the number of women delivering at home. During the 2001-2002 ZDHS, 56 per cent
of the women delivered at home and fewer of them, 44 percent, at a health

persons are also attending slightly fewer deliveries, while the proportion of
births attended by traditional birth attendants (TBAs) increased to the highest
record in 2001-2002 since 1992. The proportion of women delivered by a medical
person declined, from 51 per cent of births in 1992 to 47 per cent in 1996 and
44 per cent in 2001-2002. The proportion of women delivered by a relative or
friend consequently, increased from 33 percent in 1992 to 41 per cent in 1996,
though slightly declined to 38 per cent in 2001-2002. Postnatal care is
important in detecting complications related to delivery.

Meanwhile, the use of information communication technologies (ICTs) in delivering
care to pregnant women and newborns in Lusaka is on the verge of becoming
easier and more efficient, thanks to the advent of Tele-health, which is
simply the use of information technology to deliver health services and
information from one location to another.

Collins Chinyama, former information technologist at the Central Board of
Health, describes the concept of tele-medicine as a multimedia system using
voice, video and data to deliver medical services remotely. "People may phone
their doctors and prescriptions are done either by telephone or fax," he says.

But the new technology overcomes the limitations of the telephone and fax to
ensure that patients are diagnosed from remote locations. Tele-medicine has its
advantage and negative sides: though it meets government needs for bringing
health care as close to the family as possible, the need for medical workers
will also diminish. But it has the potential to bridge the gaps created by Africa’s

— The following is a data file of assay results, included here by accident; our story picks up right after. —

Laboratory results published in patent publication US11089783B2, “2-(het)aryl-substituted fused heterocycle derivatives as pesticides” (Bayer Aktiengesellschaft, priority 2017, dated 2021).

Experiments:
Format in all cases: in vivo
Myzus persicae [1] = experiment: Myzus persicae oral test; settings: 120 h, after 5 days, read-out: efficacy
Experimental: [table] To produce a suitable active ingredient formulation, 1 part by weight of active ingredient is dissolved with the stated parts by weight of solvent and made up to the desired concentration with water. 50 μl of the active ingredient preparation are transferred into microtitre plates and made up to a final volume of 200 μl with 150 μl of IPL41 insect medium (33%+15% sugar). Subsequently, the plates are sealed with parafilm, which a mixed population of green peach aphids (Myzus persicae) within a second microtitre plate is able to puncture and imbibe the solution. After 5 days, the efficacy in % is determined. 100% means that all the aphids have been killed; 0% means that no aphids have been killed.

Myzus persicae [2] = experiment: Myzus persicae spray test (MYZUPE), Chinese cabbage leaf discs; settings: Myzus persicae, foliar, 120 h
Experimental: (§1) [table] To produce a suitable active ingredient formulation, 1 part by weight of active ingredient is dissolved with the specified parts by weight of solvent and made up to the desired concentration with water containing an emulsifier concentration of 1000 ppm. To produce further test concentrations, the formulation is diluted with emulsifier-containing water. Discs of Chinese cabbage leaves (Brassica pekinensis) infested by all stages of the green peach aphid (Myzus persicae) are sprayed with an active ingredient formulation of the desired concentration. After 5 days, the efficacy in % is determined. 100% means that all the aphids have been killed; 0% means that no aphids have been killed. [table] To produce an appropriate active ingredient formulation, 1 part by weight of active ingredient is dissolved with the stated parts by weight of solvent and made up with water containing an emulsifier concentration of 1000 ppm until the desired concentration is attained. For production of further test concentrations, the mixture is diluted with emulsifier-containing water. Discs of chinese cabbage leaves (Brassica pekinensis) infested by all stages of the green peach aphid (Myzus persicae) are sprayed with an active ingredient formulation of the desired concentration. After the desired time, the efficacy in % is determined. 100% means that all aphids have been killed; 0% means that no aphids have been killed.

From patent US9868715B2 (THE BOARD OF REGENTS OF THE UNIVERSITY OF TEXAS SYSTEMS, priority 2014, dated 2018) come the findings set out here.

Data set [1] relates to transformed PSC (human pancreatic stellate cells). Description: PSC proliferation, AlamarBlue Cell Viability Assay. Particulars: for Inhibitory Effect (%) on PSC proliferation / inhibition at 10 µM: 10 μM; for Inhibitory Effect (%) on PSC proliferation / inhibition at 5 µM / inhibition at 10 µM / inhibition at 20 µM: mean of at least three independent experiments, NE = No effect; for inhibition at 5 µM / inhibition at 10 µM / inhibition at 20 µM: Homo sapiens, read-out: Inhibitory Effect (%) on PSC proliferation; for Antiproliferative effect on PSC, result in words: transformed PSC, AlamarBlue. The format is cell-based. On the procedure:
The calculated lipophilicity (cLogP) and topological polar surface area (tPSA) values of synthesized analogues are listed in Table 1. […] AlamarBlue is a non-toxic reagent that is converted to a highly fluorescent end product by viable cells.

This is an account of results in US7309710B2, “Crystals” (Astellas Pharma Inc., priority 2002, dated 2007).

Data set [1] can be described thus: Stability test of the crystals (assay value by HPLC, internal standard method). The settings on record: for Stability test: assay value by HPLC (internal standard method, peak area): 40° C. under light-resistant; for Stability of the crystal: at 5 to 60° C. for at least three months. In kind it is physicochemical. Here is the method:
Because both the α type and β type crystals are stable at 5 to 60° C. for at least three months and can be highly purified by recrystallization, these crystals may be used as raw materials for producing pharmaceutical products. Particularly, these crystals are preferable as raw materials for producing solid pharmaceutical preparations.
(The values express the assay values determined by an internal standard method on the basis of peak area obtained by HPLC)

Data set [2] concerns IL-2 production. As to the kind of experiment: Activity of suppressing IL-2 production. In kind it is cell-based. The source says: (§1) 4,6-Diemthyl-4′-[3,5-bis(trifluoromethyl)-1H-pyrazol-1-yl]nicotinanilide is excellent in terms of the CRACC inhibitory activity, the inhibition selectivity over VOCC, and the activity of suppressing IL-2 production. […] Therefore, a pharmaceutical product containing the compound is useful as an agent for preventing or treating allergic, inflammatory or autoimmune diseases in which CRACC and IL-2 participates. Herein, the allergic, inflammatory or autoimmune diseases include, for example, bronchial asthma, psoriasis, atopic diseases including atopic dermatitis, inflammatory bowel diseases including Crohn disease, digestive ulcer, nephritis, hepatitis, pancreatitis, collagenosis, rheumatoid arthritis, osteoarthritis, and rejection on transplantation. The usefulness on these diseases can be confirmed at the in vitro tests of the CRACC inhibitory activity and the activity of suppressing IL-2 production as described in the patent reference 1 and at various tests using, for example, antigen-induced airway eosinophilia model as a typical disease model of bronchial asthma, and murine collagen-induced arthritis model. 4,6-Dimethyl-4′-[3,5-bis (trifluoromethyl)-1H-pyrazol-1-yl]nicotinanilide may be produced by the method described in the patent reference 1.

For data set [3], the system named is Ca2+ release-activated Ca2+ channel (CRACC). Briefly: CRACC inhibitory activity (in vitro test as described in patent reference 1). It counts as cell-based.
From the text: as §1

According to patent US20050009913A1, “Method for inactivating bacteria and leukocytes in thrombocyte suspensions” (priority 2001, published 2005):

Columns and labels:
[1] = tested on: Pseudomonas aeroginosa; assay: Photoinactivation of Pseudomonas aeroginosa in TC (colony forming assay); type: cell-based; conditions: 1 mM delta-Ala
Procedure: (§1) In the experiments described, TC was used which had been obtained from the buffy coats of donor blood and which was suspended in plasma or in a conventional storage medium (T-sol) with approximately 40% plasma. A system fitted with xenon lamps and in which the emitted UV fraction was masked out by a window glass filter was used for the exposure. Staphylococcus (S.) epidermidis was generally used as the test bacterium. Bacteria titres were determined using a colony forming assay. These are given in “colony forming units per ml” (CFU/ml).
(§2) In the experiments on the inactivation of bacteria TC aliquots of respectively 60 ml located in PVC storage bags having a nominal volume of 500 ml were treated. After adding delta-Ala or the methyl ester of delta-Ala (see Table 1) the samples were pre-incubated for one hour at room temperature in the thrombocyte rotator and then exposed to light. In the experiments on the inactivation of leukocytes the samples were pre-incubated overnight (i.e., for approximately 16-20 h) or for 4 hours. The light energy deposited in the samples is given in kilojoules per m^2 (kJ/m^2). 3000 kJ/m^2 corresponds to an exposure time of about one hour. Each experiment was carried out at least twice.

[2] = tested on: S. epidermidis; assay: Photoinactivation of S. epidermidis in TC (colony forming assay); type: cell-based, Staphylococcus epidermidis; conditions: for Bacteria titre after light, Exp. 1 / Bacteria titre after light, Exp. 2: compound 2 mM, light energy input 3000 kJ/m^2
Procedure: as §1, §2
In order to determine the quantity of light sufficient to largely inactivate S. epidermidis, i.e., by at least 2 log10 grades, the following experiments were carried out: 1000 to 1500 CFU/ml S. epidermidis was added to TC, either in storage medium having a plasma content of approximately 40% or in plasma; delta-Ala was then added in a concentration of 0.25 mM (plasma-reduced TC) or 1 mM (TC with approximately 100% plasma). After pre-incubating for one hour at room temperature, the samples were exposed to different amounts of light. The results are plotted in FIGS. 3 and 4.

brain drain as health professionals seek greener pastures in developed nations.
"There is need for tele-health in Africa because it has
very few doctors and there are increasing health needs and staff constraints in
most hospitals," says Chinyama.

Tele-health works by installing information technology such as digital cameras,
camcorders, digital senders and other medical equipment in all health centers. Lusaka
women and their babies are the first beneficiaries of new technology in health,
with the establishment of an electronic prenatal record system.

It is fitting that this new technological adventure should start at the source
of life: many of the basic needs in the care of pregnant women and newborns
have largely been unmet in Zambia.
This is despite the fact that inadequate resources can literally be a matter of
life and death in the maternity situation. Zambia’s
maternal and infant mortality indicators are unacceptably high. United Nations
statistics show a one in 14 lifetime risk of death in pregnancy for women. The just
released demographic and health survey show that these statistics have not
improved over the past five years, making this a high priority concern.

Customized software designed by doctors from Lusaka district, the University of
Zambia Teaching Hospital (UTH) and the Central Board of Health (CBOH) will
eventually replace the paper records currently in use. Computers in all Lusaka
clinics that provide antenatal care will be linked with several wards at the teaching
hospital through a high speed wireless network. Patient data will, therefore,